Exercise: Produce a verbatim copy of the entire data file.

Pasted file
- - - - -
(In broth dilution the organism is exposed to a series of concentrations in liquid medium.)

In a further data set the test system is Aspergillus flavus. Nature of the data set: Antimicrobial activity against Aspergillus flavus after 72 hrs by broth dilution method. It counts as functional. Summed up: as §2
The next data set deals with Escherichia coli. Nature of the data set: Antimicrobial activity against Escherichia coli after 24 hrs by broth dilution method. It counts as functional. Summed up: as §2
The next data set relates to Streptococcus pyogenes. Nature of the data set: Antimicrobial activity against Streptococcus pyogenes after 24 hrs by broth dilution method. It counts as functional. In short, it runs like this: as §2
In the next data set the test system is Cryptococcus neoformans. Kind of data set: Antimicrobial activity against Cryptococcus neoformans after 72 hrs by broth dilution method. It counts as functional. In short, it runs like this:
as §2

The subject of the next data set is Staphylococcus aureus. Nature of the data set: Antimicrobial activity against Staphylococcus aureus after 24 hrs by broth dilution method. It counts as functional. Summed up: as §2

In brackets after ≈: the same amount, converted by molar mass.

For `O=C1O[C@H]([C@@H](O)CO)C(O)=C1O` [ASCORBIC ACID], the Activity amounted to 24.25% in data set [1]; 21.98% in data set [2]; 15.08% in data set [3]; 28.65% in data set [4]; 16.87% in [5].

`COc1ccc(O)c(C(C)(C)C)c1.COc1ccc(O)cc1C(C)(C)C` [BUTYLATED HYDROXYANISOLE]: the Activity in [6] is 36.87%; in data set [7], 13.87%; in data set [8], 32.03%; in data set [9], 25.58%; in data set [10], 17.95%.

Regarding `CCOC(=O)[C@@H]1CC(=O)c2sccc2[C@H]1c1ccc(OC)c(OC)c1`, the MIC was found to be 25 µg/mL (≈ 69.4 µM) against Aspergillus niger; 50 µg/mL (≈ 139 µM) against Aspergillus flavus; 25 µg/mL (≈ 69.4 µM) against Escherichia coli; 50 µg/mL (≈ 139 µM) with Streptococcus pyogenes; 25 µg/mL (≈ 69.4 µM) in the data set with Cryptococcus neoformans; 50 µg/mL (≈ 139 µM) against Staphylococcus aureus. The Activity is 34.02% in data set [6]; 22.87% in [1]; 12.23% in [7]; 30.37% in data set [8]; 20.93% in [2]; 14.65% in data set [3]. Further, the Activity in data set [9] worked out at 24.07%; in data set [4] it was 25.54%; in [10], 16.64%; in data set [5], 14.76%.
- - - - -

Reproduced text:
(In broth dilution the organism is exposed to a series of concentrations in liquid medium.)

In a further data set the test system is Aspergillus flavus. Nature of the data set: Antimicrobial activity against Aspergillus flavus after 72 hrs by broth dilution method. It counts as functional. Summed up: as §2
The next data set deals with Escherichia coli. Nature of the data set: Antimicrobial activity against Escherichia coli after 24 hrs by broth dilution method. It counts as functional. Summed up: as §2
The next data set relates to Streptococcus pyogenes. Nature of the data set: Antimicrobial activity against Streptococcus pyogenes after 24 hrs by broth dilution method. It counts as functional. In short, it runs like this: as §2
In the next data set the test system is Cryptococcus neoformans. Kind of data set: Antimicrobial activity against Cryptococcus neoformans after 72 hrs by broth dilution method. It counts as functional. In short, it runs like this:
as §2

The subject of the next data set is Staphylococcus aureus. Nature of the data set: Antimicrobial activity against Staphylococcus aureus after 24 hrs by broth dilution method. It counts as functional. Summed up: as §2

In brackets after ≈: the same amount, converted by molar mass.

For `O=C1O[C@H]([C@@H](O)CO)C(O)=C1O` [ASCORBIC ACID], the Activity amounted to 24.25% in data set [1]; 21.98% in data set [2]; 15.08% in data set [3]; 28.65% in data set [4]; 16.87% in [5].

`COc1ccc(O)c(C(C)(C)C)c1.COc1ccc(O)cc1C(C)(C)C` [BUTYLATED HYDROXYANISOLE]: the Activity in [6] is 36.87%; in data set [7], 13.87%; in data set [8], 32.03%; in data set [9], 25.58%; in data set [10], 17.95%.

Regarding `CCOC(=O)[C@@H]1CC(=O)c2sccc2[C@H]1c1ccc(OC)c(OC)c1`, the MIC was found to be 25 µg/mL (≈ 69.4 µM) against Aspergillus niger; 50 µg/mL (≈ 139 µM) against Aspergillus flavus; 25 µg/mL (≈ 69.4 µM) against Escherichia coli; 50 µg/mL (≈ 139 µM) with Streptococcus pyogenes; 25 µg/mL (≈ 69.4 µM) in the data set with Cryptococcus neoformans; 50 µg/mL (≈ 139 µM) against Staphylococcus aureus. The Activity is 34.02% in data set [6]; 22.87% in [1]; 12.23% in [7]; 30.37% in data set [8]; 20.93% in [2]; 14.65% in data set [3]. Further, the Activity in data set [9] worked out at 24.07%; in data set [4] it was 25.54%; in [10], 16.64%; in data set [5], 14.76%.